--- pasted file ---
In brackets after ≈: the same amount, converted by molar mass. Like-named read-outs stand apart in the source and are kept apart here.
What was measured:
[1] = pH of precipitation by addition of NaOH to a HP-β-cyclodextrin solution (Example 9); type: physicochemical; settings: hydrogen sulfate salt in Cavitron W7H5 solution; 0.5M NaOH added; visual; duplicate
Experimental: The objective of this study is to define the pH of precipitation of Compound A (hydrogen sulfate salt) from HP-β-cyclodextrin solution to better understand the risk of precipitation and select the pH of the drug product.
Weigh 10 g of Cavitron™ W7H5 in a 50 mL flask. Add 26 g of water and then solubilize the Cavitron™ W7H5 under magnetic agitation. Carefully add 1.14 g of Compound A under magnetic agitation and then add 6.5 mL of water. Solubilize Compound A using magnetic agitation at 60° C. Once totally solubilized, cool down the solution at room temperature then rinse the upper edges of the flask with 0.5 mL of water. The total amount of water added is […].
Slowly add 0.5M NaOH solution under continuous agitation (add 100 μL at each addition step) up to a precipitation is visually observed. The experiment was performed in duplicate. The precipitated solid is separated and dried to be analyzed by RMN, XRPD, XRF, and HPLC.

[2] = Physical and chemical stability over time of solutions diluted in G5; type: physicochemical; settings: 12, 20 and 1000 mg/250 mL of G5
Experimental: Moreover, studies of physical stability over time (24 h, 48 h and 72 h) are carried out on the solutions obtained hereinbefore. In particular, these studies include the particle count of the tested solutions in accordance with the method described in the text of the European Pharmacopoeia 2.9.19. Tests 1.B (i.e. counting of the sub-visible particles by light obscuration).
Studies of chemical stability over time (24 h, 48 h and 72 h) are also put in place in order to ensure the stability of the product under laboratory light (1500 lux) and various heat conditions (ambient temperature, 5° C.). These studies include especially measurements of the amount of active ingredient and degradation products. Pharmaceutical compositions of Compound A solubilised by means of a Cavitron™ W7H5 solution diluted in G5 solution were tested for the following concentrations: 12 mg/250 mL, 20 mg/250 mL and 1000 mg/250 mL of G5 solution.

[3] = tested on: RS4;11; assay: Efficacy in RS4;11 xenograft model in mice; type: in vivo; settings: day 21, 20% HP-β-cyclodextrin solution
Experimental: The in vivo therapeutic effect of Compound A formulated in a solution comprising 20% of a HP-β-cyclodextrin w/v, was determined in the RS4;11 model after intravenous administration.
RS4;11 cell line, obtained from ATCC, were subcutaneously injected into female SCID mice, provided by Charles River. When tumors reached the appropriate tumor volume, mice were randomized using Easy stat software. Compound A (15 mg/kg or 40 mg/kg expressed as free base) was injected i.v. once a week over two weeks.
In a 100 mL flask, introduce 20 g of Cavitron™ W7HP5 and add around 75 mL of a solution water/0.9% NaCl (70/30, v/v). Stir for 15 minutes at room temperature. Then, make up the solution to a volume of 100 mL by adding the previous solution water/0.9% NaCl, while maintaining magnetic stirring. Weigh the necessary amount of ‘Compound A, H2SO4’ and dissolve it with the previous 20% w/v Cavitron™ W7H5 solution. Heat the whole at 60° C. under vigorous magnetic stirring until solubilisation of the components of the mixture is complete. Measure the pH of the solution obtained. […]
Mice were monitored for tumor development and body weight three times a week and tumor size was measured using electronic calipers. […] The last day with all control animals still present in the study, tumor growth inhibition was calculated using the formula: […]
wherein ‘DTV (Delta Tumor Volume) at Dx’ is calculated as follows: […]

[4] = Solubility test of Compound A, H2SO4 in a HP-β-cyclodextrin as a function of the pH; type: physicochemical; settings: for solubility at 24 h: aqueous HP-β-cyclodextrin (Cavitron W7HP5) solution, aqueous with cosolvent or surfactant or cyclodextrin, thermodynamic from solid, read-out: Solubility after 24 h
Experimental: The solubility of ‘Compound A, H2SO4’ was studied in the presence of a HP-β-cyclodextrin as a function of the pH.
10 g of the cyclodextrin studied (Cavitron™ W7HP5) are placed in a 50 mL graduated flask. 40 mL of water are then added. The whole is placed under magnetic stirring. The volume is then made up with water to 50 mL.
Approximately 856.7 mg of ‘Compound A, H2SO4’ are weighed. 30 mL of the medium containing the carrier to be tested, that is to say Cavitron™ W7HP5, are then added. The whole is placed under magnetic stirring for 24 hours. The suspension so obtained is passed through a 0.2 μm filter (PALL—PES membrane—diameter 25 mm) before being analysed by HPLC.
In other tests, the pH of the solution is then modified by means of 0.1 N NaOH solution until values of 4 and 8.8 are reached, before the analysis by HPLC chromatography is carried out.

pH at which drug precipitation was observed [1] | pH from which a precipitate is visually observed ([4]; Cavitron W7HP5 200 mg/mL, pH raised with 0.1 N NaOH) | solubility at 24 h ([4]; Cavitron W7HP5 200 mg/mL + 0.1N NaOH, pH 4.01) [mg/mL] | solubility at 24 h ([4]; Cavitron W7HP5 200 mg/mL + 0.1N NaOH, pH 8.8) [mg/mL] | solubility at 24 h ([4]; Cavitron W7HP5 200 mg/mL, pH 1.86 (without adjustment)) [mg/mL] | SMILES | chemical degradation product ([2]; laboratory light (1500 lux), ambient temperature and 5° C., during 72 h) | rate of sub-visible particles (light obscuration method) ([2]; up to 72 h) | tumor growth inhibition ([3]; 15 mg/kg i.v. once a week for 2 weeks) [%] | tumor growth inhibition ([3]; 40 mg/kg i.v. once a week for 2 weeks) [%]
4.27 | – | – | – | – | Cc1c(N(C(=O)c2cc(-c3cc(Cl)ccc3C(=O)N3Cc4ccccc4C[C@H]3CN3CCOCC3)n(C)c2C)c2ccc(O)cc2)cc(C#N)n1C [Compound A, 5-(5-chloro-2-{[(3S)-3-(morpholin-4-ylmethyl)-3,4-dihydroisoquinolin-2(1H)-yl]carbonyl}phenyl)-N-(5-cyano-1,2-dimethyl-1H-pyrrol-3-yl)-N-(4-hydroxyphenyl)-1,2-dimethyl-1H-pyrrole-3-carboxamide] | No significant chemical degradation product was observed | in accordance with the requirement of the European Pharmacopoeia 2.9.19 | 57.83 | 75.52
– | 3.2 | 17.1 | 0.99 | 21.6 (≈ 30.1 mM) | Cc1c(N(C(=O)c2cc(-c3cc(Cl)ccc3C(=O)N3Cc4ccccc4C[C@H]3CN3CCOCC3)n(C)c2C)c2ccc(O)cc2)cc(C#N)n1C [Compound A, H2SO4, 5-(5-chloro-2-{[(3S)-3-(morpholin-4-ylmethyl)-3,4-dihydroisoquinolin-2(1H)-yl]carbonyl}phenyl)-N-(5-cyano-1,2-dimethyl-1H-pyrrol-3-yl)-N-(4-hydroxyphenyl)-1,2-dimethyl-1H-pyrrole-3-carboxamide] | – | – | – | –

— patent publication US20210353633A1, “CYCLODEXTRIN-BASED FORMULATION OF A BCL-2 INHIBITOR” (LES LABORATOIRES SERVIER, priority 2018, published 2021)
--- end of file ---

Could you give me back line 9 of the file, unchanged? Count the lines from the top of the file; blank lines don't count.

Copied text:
Studies of chemical stability over time (24 h, 48 h and 72 h) are also put in place in order to ensure the stability of the product under laboratory light (1500 lux) and various heat conditions (ambient temperature, 5° C.). These studies include especially measurements of the amount of active ingredient and degradation products. Pharmaceutical compositions of Compound A solubilised by means of a Cavitron™ W7H5 solution diluted in G5 solution were tested for the following concentrations: 12 mg/250 mL, 20 mg/250 mL and 1000 mg/250 mL of G5 solution.